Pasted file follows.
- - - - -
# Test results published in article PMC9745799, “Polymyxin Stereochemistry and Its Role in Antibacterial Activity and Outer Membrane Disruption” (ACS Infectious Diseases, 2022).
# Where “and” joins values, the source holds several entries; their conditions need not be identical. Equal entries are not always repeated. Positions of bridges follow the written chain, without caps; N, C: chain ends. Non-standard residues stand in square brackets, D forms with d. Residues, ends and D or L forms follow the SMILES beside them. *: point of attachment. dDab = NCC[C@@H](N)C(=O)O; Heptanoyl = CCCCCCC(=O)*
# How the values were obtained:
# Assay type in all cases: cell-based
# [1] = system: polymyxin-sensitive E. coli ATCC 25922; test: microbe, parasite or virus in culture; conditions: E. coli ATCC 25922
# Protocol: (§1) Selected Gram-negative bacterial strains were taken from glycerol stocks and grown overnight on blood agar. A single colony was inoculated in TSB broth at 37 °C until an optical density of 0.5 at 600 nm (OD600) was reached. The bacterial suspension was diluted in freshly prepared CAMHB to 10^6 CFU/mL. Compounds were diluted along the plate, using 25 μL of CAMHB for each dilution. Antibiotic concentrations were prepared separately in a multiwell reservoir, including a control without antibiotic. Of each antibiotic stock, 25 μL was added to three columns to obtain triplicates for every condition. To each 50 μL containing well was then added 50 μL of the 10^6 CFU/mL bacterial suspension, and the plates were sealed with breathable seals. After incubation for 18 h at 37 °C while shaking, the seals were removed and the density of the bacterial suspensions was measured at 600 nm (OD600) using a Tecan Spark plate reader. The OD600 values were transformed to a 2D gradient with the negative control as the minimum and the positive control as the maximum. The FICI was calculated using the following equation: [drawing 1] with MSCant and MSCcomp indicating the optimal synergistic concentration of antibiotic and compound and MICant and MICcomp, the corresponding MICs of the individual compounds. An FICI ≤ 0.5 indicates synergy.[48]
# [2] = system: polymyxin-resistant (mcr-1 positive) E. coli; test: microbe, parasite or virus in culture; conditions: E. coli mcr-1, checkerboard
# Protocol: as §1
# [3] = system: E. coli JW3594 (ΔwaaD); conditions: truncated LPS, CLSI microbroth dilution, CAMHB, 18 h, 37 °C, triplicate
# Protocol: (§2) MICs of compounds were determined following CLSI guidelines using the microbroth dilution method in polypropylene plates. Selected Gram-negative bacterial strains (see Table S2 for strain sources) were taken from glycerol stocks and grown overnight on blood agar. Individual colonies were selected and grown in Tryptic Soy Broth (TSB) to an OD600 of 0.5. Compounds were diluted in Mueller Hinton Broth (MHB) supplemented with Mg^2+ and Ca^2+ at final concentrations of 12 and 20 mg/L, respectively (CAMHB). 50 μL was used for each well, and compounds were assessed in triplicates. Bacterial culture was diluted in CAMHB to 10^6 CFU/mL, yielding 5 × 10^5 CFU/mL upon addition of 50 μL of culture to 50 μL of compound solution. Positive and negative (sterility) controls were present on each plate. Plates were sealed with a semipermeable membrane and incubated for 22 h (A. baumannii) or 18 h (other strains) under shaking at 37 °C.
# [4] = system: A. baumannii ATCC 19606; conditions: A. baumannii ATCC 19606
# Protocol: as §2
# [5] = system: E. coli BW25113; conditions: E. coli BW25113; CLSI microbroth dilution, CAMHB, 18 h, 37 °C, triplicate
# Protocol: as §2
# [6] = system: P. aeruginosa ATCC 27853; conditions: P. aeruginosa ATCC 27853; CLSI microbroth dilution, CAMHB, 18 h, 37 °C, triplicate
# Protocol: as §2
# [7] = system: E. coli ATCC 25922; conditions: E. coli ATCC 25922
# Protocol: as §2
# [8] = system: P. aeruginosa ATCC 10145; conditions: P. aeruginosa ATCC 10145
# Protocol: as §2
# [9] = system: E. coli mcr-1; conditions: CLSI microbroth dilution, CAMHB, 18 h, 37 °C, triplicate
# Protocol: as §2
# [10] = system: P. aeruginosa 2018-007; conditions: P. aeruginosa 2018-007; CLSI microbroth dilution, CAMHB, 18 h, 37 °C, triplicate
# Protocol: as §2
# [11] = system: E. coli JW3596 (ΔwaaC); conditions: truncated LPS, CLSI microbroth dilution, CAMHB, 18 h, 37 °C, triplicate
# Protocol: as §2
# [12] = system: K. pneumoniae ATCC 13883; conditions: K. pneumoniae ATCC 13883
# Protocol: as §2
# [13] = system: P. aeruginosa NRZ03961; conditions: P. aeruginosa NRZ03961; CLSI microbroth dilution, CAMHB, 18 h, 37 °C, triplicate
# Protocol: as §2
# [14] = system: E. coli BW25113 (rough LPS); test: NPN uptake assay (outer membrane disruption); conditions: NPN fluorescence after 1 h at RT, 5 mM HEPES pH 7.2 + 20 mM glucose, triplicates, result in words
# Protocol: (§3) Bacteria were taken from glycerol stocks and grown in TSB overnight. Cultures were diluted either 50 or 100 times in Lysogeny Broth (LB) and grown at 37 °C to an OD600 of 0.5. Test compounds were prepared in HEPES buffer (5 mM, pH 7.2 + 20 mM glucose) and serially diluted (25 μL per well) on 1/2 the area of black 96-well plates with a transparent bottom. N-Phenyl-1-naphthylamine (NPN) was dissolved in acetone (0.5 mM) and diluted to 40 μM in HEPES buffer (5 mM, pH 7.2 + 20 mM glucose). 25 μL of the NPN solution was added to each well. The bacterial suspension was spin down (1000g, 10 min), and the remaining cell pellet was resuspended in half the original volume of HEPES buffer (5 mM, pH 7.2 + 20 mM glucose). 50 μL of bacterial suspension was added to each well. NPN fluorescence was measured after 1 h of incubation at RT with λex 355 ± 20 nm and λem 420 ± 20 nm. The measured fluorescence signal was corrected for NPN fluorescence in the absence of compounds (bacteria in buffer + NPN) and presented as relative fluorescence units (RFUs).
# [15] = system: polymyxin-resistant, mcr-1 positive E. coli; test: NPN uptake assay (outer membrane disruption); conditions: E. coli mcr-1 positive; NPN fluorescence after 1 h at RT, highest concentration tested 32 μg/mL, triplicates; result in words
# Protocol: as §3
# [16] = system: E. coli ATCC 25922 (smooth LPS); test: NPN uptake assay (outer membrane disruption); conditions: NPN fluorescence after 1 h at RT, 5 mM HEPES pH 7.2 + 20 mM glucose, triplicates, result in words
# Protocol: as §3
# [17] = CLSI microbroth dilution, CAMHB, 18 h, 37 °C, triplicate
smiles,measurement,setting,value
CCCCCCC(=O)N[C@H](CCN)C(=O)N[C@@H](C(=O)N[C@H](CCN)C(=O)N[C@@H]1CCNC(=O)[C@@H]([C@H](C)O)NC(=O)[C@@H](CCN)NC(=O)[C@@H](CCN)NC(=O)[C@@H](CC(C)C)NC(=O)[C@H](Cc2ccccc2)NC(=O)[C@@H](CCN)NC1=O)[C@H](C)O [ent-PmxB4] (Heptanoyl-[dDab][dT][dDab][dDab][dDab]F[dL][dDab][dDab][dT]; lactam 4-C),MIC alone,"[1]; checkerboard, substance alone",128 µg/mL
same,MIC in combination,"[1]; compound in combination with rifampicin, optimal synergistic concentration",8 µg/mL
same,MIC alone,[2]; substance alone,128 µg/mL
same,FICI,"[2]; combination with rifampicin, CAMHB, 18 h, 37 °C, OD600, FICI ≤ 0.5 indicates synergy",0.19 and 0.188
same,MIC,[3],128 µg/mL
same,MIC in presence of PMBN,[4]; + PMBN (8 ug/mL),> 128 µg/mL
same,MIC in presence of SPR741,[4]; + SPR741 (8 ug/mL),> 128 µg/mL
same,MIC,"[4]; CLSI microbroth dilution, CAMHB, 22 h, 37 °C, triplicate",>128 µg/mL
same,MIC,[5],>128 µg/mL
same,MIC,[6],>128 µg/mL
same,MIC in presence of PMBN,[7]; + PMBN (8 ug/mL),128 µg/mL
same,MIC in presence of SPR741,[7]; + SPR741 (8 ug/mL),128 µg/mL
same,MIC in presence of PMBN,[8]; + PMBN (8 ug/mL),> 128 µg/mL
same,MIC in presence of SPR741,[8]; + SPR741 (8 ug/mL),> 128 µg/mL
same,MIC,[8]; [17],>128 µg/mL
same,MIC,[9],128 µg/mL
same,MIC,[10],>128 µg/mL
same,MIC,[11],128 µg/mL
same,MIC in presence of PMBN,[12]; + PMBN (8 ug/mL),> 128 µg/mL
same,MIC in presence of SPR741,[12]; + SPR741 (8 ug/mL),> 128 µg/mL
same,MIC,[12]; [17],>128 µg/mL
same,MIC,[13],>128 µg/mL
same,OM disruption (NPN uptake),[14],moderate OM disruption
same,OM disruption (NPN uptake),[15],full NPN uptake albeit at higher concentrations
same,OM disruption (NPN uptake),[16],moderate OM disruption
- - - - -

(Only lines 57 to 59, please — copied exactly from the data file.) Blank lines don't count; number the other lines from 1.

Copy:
same,MIC in presence of PMBN,[12]; + PMBN (8 ug/mL),> 128 µg/mL
same,MIC in presence of SPR741,[12]; + SPR741 (8 ug/mL),> 128 µg/mL
same,MIC,[12]; [17],>128 µg/mL